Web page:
A poem by Jon Riccio
It was a brothel with tiles that turned
to diamonds when viewed from the stairs.
The rafters held a weathered swagger. The arches
revealed a bathhouse drained of its shimmer.
Some suggested a shopping center.
The school board wanted it razed.
Voters passed a millage. The mayor deemed
it a hazard. Councilmembers provided the cranes.
The chains clanged, gunmetal against gauze,
a decade since AIDS fused the doors,
bolt cutters the building’s only sound in years.
Tomorrow, the rubble.
Tonight, the wiring of tombs.
We brought dynamite to a plague,
bound the railing in caps past
bundles of pylons clustered as
shrines to men long diseased.
We lined the explosives from basement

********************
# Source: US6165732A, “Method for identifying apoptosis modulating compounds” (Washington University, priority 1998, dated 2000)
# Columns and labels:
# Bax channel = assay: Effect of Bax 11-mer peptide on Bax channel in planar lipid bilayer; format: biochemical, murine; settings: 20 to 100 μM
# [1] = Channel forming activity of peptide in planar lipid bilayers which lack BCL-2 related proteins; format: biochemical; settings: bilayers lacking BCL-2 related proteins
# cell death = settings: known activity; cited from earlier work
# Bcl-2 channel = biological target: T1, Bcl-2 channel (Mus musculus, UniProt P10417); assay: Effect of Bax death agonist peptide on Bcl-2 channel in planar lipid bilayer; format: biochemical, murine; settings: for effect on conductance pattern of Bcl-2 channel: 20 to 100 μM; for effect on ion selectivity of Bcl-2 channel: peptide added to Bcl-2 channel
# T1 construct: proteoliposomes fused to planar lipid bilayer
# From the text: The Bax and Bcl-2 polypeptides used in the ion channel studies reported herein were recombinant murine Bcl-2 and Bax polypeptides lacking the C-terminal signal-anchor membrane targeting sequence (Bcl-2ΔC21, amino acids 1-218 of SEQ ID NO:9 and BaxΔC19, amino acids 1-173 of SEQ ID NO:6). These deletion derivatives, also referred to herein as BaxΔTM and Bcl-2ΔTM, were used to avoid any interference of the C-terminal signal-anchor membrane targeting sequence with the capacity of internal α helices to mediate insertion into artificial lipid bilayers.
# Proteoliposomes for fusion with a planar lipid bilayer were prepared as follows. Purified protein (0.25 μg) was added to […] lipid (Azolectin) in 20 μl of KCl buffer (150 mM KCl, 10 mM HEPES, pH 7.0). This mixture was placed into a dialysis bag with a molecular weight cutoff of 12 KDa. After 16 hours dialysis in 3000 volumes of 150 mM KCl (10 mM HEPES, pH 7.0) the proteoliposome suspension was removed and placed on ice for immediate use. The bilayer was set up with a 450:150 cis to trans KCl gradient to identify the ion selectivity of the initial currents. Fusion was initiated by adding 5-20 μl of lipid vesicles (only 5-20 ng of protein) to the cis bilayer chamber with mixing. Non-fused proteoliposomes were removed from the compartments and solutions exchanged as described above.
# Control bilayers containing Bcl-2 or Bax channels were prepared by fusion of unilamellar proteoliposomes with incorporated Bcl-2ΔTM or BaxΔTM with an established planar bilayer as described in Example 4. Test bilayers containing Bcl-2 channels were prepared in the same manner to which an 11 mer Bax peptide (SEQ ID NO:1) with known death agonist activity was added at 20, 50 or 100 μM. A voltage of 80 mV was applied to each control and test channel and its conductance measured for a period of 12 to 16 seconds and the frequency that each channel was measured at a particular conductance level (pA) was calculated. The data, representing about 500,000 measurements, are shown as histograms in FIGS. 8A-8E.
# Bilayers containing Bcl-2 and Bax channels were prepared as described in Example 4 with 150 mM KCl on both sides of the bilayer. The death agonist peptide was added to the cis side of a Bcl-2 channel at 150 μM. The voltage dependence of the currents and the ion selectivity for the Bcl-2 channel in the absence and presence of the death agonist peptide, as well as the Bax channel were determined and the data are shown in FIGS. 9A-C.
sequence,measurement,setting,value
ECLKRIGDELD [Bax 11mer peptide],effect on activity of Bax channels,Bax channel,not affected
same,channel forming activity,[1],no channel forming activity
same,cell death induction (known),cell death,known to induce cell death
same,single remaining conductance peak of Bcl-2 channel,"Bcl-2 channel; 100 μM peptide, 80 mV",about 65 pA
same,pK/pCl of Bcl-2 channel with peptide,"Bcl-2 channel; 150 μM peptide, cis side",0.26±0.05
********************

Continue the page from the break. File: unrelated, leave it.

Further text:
to attic, hard hats privy to I-beams.
The foreman murmured something about
asbestos, the softness in his voice
untethered of its frame.
One of the crewmembers prayed.
You’d think the girders were saints.
The detonator glimmered,
the brothel purged.
Shrapnel, its least concern.
Jon Riccio is a PhD candidate and composition instructor at the University of Southern Mississippi’s Center for Writers. He studied viola performance at Oberlin College and the Cleveland Institute of Music. His work appears in apt, Booth, Cleaver, Hawai’i Review, Switchback, and Waxwing, among others. He received his MFA from the University of Arizona.